Harbor East & Inner Harbor


About Harbor East, Baltimore City
Welcome to Harbor East, where casual, fun and fine dining, great places to live in newly rebuilt condominiums, apartments, great places to shop and lively entertainment create a wonderful place to be. Of course, don’t forget the proximity to the waterfront and downtown Baltimore in this walkabout neighborhood. Imagine the economic health of the Inner Harbor being combined with the rich history, culture and tradition of East Baltimore. A win-win for sure.

The area of Baltimore once called Inner Harbor East is now simply called “Harbor East.” It is a relatively new and wonderful example of mixed-use urban development and redevelopment. A half billion dollars worth of construction is nearing completion and offers all the amenities for which modern urban dwellers seek. Some may use the term “urban chic” to describe being a part of this neighborhood (in fact, there is an upscale shop with that name nearly in the center of all the action).




Neighborhood Map


Neighborhood Photos



History of Harbor East, Baltimore City
The Inner Harbor was chiefly a light freight commercial port and passenger port until the 1950s, when economic shifts ended both the freight and passenger use of the Inner Harbor, such as the Old Bay Line's steamers. Rotting warehouses and piers were eventually torn down and replaced by open, grass-covered parkland that was used for recreational purposes and occasional large events, such as city fairs and the significant 1976 United States Bicentennial visit of tall ships. This initial renewal of the harbor area and its continued transformation into a major cultural and economic area of the city was spearheaded by Baltimore Mayor Thomas J. D'Alesandro, Jr. (1947–1959). Harborplace, the waterfront festival marketplace, officially opened on July 1, 1980. Since being reincarnated as a cultural hub, the Inner Harbor has become the home to many tourist attractions. The two anchor attractions, in addition to Harborplace, are the National Aquarium in Baltimore and the Maryland Science Center.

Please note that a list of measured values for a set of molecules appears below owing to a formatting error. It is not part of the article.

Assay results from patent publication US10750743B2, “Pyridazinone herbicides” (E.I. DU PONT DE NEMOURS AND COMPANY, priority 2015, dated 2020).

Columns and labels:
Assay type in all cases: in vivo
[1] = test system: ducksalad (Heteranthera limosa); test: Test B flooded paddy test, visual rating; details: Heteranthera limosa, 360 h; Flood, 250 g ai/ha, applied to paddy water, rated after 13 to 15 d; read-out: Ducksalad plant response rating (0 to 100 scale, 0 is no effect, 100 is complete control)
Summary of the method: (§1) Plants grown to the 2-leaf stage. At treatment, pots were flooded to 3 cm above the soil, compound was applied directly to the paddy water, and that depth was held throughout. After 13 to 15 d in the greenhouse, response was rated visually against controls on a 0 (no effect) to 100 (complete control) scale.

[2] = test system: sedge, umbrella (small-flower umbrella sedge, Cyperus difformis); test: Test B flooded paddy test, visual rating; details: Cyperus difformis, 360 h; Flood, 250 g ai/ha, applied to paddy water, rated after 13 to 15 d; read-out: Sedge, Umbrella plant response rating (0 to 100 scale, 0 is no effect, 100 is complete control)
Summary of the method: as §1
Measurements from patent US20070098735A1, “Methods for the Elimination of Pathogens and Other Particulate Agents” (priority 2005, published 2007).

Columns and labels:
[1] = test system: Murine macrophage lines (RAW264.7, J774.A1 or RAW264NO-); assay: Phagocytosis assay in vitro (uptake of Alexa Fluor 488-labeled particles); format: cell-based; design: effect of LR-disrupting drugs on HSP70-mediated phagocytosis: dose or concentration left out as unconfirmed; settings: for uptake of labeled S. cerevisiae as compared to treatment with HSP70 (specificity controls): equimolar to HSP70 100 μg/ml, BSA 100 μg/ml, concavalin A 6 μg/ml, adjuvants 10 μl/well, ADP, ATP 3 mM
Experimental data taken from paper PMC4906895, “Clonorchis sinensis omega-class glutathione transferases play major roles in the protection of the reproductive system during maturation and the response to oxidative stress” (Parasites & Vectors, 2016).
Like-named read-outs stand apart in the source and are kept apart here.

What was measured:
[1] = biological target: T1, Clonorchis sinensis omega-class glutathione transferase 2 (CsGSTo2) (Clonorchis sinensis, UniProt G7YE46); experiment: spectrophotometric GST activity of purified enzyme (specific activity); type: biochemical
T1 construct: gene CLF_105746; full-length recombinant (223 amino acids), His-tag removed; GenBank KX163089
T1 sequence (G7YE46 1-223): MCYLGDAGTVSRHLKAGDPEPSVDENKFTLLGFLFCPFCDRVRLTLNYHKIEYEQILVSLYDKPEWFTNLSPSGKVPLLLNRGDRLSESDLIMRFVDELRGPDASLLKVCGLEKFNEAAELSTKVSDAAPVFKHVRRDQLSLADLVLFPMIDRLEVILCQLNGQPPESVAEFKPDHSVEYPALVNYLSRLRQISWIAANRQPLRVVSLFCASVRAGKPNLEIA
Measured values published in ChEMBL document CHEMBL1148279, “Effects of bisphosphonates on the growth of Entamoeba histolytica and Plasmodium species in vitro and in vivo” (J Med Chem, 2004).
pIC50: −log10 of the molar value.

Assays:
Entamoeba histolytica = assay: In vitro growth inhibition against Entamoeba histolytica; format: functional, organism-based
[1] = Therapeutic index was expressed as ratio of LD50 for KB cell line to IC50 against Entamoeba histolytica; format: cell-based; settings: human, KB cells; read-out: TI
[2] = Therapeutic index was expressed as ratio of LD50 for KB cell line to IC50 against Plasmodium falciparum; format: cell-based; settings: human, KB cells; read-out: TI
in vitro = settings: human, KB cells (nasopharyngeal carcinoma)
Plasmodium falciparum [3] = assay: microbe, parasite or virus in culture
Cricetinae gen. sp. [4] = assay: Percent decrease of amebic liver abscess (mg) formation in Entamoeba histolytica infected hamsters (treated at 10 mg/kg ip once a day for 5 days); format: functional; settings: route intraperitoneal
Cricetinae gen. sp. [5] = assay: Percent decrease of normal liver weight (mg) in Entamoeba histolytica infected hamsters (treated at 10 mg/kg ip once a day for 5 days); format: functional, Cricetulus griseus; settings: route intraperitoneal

Baltimore harbor from Federal Hill in 1849 with the Washington monument in the backgroundIn recent years, the area along the waterfront to the east of the Inner Harbor (in the direction of Fells Point and Little Italy) has been developed with condominiums, retail space, restaurants, and hotels; this ongoing project is known as Harbor East.

While little development-appropriate land remains around the Inner Harbor, what land is available has attracted much interest and many plans, many of which have never been realized. In recent years, there has been a decided push by developers to construct projects on the remaining parcels. The ongoing, proposed, and recently completed projects include many mixed-use developments incorporating office space, street-level retail, and condominiums as well as some hotel projects.



Harbor East, Baltimore City WalkScore